Tag Archive: brain function

Sep 14

Antidepressants Help You Focus on the Positive

bipolar 2

I am always interested in articles that help us understand how medications work, and perhaps how the brain functions in different mood states. Today I got a copy of a pre-publication article from the American Journal of Psychiatry that confirms other research about antidepressants – antidepressants work, at least in part, by helping us to shift …

Continue reading »

Sep 13

Hormones and Food

In an earlier post we talked about some of the research on appetite. We reviewed some of the peptide hormones that regulate appetite and how the entire system that controls appetite is really designed to cope better with a time of scarcity than a time of plenty. Here I want to talk more specifically about …

Continue reading »

Sep 10

Dual Treatment: Medications and Therapy Work Together to Treat Depression

A review in the prestigious journal JAMA Psychiatry suggests that there may be a clear biological explanation of how medications and psychotherapy work together to treat depression. The authors note that recent, unexpected, research findings suggest that antidepressant medications reactivate the brain’s ability to relearn old lessons. The medications allow the brain to modify old …

Continue reading »

Sep 07

Therapy or Medications for Depression?

A new study published in the most prestigious psychiatric journal (JAMA Psychiatry – see reference below) strongly suggests that a brain scan might be able to help people decide whether therapy or medications are more likely to treat their depression. As background, although some people feel that for more severe depression medications are more effective, …

Continue reading »

Aug 30

Brain Scan Diagnosis?

A newly developed brain scanning method that measures blood flow to different parts of the brain may help to distinguish between bipolar and unipolar depression, according to a study that got a fair amount of media attention. The study of 54 adult women used a novel way of measuring brain function called arterial spin labeling …

Continue reading »

Aug 30

Childhood Trauma – Brain Effects

Experiencing trauma in childhood is associated with changes in the brain during teenage years, according to a study of 117 adolescents using magnetic resonance imaging (MRI). The researchers compared MRI’s from age 12 with MRI’s from age 16. They asked the teenagers about childhood trauma and also did psychiatric diagnostic interviews. There were significant differences in …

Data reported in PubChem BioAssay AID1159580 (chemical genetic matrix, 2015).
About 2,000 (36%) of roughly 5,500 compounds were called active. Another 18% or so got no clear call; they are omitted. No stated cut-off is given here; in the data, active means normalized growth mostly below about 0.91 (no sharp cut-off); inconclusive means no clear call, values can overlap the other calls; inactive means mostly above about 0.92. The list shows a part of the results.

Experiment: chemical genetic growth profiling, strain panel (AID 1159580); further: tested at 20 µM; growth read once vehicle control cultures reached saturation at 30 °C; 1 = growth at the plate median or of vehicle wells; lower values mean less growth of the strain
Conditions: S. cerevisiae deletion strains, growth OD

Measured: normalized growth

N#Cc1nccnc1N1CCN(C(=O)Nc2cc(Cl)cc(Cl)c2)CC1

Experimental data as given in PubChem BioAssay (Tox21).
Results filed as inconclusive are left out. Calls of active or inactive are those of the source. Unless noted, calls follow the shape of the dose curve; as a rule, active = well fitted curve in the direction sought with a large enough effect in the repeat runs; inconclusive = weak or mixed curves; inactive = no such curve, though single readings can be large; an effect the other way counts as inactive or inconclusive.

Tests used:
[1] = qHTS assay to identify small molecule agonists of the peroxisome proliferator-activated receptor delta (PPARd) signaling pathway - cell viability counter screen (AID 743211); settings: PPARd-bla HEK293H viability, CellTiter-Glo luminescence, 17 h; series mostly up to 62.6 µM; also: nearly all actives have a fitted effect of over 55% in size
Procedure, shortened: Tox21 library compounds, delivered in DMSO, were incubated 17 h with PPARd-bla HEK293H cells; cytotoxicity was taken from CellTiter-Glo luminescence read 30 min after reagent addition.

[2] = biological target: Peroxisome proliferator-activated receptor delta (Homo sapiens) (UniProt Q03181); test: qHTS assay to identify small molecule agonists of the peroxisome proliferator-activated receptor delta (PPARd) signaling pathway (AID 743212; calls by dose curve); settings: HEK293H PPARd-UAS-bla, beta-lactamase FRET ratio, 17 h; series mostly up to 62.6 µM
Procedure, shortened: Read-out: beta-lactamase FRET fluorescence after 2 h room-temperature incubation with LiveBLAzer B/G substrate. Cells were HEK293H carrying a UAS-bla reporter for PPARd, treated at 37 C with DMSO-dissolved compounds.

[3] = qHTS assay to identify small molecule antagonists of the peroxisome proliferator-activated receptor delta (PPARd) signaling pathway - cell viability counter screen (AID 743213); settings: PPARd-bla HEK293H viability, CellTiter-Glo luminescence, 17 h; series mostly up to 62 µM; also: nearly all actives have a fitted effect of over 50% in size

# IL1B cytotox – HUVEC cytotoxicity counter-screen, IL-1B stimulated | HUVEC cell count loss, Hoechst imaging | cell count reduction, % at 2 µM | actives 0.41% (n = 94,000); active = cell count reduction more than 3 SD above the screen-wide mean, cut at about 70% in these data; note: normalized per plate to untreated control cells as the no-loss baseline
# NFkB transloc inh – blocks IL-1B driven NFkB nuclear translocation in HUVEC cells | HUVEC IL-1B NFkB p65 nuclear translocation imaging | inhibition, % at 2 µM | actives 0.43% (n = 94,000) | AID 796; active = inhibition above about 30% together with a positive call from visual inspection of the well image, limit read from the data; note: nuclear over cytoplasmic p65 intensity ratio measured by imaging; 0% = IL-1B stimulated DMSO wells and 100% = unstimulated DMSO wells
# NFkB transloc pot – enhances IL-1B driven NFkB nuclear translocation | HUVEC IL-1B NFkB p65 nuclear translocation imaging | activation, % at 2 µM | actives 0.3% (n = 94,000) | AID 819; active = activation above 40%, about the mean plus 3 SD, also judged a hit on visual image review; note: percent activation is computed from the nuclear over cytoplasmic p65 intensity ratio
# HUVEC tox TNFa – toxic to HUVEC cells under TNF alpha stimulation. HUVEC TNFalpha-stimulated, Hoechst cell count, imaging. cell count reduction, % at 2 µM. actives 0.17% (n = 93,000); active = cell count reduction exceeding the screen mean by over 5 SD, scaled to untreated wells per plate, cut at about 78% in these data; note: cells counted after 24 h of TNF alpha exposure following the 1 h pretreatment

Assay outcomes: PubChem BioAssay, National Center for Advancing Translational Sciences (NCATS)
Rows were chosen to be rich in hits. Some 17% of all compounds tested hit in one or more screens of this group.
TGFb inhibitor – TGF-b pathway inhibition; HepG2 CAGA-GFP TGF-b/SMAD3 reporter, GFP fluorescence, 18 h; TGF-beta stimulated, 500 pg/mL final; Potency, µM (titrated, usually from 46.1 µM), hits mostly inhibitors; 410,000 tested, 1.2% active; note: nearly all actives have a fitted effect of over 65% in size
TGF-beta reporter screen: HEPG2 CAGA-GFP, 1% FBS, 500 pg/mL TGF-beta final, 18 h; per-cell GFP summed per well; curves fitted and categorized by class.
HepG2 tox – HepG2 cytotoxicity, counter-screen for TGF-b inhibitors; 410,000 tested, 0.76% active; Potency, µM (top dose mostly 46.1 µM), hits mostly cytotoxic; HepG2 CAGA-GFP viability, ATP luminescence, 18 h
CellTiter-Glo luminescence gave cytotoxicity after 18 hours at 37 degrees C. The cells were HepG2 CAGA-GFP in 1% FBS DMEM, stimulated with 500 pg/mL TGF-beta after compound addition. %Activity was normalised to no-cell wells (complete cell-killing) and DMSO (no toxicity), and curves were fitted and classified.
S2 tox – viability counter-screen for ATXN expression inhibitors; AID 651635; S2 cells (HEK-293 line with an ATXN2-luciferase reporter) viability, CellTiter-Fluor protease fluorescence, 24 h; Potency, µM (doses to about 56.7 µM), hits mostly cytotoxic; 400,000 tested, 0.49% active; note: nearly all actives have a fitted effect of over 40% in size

Continue reading »

Aug 29

Hunger Regulation

Recently several folks have asked us questions about diet, hunger, weight gain, and nutrition. Certainly for many people with depression, gaining weight is an important issue, both as a cause and consequence of depression. Let’s begin by trying to make some sense of hunger. In other posts we will be talking about how stress and …

Continue reading »

Aug 20


If you are a ginseng believer, then ginseng is the one supplement that all of us should be taking. Russian scientist Israel Brekhman coined the term “adoptegens” to refer to agents that helped individuals deal with stress. The prime example of this, in his view, was ginseng. [If you are interested in an example of …

Continue reading »

Aug 20

Memory, Stress and Aging

Many older people are concerned about impaired memory, and the relationship between memory, stress, and aging can be difficult to untangle. Obviously worry about memory problems can be a source of anxiety and stress. But can stress and anxiety be a cause of memory problems? And if so what can be done about it? Elsewhere …

Continue reading »

Aug 18

Emotion Regulation and Bipolar